British Railways inherited orders for over 5000 covered merchandise vans from the Big Four companies that preceded nationalisation and the Ideal Stocks Committee decided that the standard BR van should follow the practice of these vehicles. A vehicle rated at 12 tons, with a 10ft wheelbase on a 17ft 6in vacuum-braked underframe was the result. It combined LMS type pressed steel ends with GWR style planked sides and doors with angle bracing, hinged doors providing a 5ft opening. Over 19000 vehicles were produced, along with examples that employed plywood panels for the doors and sides, with further examples being mounted on a shock absorbing chassis for delicate cargoes.

To allow for the handling of palletised loads and loading with fork lift trucks, the LMS had modified 3 of their vans to be fitted with double sliding doors, but when BR authorised their first pallet vans in 1953, they were unusual in having double hinged doors located at the extreme left hand end of each side, to give an 8ft 5in opening. Just under 2400 of these Palvans were built, but the design was not a success, as wear through use caused them to become unstable at speed and they didn’t last in service for very long.

BR returned to a design suitable for palletised loads in the early 1960s and effectively copied the 3 experimental LMS vans. The vehicles to Diagram 217 had centrally fitted double doors on each side that pulled out before sliding back to give a useful 9ft door opening on the standard 17ft 6in body length. They were still on a 10ft wheelbase and rated at 12t.

Wolverton & Derby works constructed 1894 vehicles to Lots 3391 & 3392 in 1962 and these are the vehicles represented in this pack. A further 100 vehicles were constructed to Lot 3421 with translucent roofs, but these are not modelled, likewise the 6 vehicles to Diagram 234, included in Lot 3392, that were fitted with shuttered louvres in the doors instead of the normal end vents.

The Vanwides were assigned several codes under the TOPS system, and these variations are represented within the pack. The original design with Plain Bearing axleboxes and Oleo buffers were coded VWV. Those fitted with Roller Bearing axleboxes received the code VEV. A further code of VMV was issued to vans that were meant for Military traffic and the opportunity has been taken for the examples in the pack to be fitted with an alternative style of Plain Bearing axleboxes and Self Contained buffers.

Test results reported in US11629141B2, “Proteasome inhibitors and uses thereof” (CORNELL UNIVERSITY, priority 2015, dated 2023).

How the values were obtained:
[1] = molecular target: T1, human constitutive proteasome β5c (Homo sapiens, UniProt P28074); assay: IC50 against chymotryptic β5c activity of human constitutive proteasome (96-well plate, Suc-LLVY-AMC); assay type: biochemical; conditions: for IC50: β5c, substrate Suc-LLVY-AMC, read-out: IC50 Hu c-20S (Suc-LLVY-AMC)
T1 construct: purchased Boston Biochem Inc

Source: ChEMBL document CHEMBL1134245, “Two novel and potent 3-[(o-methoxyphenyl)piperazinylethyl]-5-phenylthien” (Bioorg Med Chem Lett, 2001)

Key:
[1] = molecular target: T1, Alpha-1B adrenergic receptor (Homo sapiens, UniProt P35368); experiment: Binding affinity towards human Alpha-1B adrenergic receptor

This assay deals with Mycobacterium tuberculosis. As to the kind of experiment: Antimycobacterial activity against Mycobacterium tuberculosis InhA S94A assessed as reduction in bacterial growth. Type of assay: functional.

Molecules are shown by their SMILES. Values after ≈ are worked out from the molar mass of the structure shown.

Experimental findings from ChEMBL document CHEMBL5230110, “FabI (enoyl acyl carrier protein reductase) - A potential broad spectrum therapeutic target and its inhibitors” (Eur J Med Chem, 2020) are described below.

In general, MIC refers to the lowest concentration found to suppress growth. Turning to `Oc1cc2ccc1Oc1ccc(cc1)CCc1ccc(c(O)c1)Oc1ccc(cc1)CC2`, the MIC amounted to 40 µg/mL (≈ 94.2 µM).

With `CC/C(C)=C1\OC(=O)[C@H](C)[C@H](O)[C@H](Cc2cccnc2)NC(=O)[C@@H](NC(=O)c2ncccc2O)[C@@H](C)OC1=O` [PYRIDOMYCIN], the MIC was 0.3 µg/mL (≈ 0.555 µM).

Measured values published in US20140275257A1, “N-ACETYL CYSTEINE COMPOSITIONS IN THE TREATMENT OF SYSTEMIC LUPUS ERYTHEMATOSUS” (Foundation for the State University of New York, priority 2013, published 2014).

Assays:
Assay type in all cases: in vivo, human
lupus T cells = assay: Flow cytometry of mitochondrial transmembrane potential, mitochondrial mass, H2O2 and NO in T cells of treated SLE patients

As BR moved on to producing longer wheel base air braked vans, an issue arose in the late 70’s, when these newer vehicles were deemed unsuitable for use over the tight curvature found in several military depots and to that end, a total of 500 Vanwides were refurbished with air brakes and coded VEA. These Air Braked conversions will feature in a future expansion pack.

The remaining vans were gradually withdrawn in the 1980s, as BR sought to eradicate vacuum braked stock and some bodies were sold removed from the chassis. An example of one of these grounded bodies is included for use in adding a little variety to scenarios.

Brake Vans

Dia. 1/506 was the diagram given to the official British Railways 20T brake van based on a design by the LNER. With plain axle boxes, spindle buffers and just a handbrake. As construction progressed through a number of different lots at Darlington (Faverdale) Works various changes took place including lots (or parts of lots) that were vacuum fitted, vacuum piped or fully vacuum braked. Axle boxes were changed from plain to roller and various buffer types were used. By the time we get to lot 3129, built in 1958-9 and the basis for some of the brake vans in this pack, photographs show vans to be fitted with roller bearings and hydraulic buffers. The diagram book states a mixture of vacuum braked, vacuum piped and unfitted vans contained in the lot with photographs generally supporting this (only one vacuum braked example found) during the period of the stock pack. Other sources show the entire lot as vacuum braked or vacuum piped at the time of construction and as a result we have hedged our bets with the models included!